Most things you need to know about staging large events can be learned from This Is Spinal Tap. What event producer hasn’t turned up on site to find some equivalent of a 18-inch high Stonehenge set, because someone misread the plans?
I had my own Spinal Tap moment the other week. For those who haven’t seen the film, here’s where the hyped-up band gets lost in the subterranean labyrinth on the way to the stage:
In my own version, hosting a presentation in a very large auditorium, I had a 45 minute lunch break to get AV crews sorted, panel briefed, run sheet understood etc. With 10 minutes to showtime, it was all under control. At that point, I decided the professional thing to do was take a pre-show visit to the gents’. I headed for the exit doors underneath the raked seating.
The convention centre has gigantic airlock doors out of Battlestar Galactica. You push a large button on the wall and the first door opens. You enter the airlock and push a second button. The next door opens and releases you into the netherworld corridor a level down from the lobby. Being an environmentally responsible convention centre, the lights were off. I stumbled around in the semi-darkness, and finally found the bathrooms. Locked. I pushed the button to get back into the auditorium. Nothing. One-way, no-entry doors.
Visions of hearing the MC intro me, and nobody can hear my door-pounding and screams through the airlock.
Finally, with about a minute to go, run a hundred metres up stairs and push my way through a queue of audience at the door. Get to stage huffing and puffing. “Hello Cleveland!”
After the show I learned there’s an executive-class bathroom just backstage. It’s the little things that get you.
The design guys and I are working on a food packaging project at the moment. It’s quite a fiddly task. There’s a Dan Brown novel’s worth of legal mandatories to fit on each box, much of it warnings about the two greatest threats to Western civilisation: nuts and crustaceans.
DANGER THIS FOOD MAY HAVE BEEN PREPARED USING EQUIPMENT THAT MAY HAVE COME INTO CONTACT WITH NUTS OR CRUSTACEANS, OR POSSIBLY OPERATED BY A PERSON WHO ONCE SHOOK HANDS WITH SOMEONE WHO ONCE ATE A NUT OR CRUSTACEAN, AND IN FACT IT IS POSSIBLE TO DIE A SLOW AND PAINFUL DEATH FROM JUST THINKING ABOUT NUTS OR CRUSTACEANS, THAT’S HOW DANGEROUS THEY ARE ACCORDING TO OUR LEGAL DEPARTMENT.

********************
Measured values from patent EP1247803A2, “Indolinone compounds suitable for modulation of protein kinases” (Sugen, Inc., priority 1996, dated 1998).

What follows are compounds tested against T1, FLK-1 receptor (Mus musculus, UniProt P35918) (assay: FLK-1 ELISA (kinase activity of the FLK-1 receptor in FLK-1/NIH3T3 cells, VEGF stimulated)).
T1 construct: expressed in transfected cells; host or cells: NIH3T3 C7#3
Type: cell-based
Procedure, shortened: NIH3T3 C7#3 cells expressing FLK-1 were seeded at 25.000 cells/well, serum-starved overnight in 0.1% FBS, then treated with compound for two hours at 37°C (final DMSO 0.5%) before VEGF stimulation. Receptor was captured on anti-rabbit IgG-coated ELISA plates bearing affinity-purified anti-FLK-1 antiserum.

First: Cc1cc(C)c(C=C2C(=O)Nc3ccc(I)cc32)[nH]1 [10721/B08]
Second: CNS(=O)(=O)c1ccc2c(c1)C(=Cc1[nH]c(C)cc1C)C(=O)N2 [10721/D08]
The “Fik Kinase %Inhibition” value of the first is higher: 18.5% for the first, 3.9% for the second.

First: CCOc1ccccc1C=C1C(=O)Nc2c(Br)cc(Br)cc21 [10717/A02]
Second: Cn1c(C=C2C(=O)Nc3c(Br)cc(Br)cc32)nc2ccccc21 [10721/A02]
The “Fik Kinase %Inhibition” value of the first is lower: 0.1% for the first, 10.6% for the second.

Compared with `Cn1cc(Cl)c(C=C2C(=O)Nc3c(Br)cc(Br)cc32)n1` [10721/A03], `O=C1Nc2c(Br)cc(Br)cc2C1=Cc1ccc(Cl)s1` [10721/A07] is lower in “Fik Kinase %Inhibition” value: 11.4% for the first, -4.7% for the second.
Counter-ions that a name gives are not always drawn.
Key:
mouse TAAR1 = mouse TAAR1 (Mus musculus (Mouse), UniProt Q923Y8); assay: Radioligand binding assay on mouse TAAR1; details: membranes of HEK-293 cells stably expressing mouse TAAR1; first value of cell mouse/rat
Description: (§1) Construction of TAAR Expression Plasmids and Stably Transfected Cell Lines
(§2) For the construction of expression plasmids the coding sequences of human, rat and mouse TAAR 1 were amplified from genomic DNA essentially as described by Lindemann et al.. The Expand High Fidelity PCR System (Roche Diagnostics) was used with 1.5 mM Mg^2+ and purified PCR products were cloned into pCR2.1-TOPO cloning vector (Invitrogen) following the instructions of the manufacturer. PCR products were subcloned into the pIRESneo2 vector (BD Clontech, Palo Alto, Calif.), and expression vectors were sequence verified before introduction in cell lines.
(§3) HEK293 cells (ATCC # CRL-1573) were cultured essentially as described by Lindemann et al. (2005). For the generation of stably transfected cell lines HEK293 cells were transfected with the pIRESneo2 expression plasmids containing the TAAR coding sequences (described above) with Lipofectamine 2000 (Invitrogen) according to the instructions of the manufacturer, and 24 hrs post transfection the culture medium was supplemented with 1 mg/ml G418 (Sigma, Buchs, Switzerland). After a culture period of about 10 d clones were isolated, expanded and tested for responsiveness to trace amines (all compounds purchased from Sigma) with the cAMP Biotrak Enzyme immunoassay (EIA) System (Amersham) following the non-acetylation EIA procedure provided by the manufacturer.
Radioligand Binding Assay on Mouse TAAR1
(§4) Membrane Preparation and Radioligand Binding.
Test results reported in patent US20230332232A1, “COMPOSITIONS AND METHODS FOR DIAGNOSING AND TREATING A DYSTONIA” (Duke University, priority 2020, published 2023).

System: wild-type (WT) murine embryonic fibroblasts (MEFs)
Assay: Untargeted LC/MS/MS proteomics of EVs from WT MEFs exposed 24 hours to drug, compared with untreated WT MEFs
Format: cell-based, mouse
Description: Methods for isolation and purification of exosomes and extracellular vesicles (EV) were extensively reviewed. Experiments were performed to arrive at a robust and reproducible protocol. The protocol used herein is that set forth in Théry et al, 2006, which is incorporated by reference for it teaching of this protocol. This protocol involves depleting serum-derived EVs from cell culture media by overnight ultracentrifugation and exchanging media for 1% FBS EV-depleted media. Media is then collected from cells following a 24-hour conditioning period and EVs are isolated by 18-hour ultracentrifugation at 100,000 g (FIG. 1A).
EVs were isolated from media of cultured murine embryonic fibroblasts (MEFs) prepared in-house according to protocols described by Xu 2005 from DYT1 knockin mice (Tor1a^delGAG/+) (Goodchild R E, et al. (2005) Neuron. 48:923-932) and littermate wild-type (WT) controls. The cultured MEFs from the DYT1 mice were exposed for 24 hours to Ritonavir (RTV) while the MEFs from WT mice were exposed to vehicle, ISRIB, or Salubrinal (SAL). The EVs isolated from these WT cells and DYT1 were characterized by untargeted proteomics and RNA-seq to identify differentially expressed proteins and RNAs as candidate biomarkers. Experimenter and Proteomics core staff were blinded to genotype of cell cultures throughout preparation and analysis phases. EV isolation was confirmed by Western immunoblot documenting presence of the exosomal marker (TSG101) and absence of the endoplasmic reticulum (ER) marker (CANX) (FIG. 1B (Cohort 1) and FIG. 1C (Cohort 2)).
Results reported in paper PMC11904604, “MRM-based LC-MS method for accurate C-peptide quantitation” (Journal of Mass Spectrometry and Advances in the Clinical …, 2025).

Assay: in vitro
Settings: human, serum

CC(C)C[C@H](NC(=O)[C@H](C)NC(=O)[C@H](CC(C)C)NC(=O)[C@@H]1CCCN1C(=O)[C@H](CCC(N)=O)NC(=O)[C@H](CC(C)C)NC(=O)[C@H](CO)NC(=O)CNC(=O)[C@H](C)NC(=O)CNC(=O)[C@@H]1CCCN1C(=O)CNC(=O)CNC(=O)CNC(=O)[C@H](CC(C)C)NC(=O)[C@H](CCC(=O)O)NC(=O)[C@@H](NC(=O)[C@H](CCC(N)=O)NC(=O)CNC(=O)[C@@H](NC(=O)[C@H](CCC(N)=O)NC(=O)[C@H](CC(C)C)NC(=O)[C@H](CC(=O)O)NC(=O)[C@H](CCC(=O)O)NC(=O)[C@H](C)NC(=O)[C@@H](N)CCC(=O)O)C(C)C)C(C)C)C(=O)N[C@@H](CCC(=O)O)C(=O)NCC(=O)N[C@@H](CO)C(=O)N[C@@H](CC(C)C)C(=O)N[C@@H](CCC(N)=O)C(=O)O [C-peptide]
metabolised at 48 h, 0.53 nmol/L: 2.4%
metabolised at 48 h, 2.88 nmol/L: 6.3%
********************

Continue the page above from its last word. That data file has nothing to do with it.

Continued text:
So there’s a lot of fine-print type going over the top of photos, which creates production dramas too tedious to relate here, but it has some relevance for creating presentation graphics.
A nice photo makes a more compelling background for your screen show than a cheesy graphic template. But adding words over the top can present all sorts of hassles. Here’s a quick guide to the words-on-pictures thing that you can do within PowerPoint, rather than having to use Photoshop, Illustrator or other fancy gear.
For demonstration purposes, here’s a picture of the handsome lads of Scene Change Tasmania, in their natural habitat of Constitution Dock (which, by the way, is ALIVE with dangerous crustaceans).
Like most shots, it’s a mixture of dark and light bits, so the black type disappears into the dark suit. Let’s try white type.
That’s a lot better, but it still gets a bit lost on the lighter concrete background. So we’ll add a subtle shadow to the text in the slide below. Adding the shadow actually reduces the perceived weight of the font, so I’ve switched it to Bold as well:
That’s much clearer. It’s a black shadow with a 75% transparency. It works best if your version of PowerPoint has an adjustable shadow facility. Some of the earlier versions had a single, very ugly setting with a gray, massively offset shadow which will do your photo no justice.
If adding a shadow still isn’t making it clear, try the ‘glow’ feature (Format/Font/Text Glow and Soft Edges). This is a black 8 point glow on 32 point type, at 75% transparency:
Almost all video titles use a glow, because of the legibility hassles with a moving background with changing levels of contract. It’s pretty foolproof for still images. But if you’re dealing with a super-contrasty background, consider putting a transparent background in your text box.
Drag the borders of your text box to the left and right margins of the picture, and centre your text. Now adjust the ‘Fill’ on your text box from ‘No Fill’ to black. Now adjust the transparency until the text is legible, without blocking out the picture too much. On this shot, I’ve set the transparency at 75%: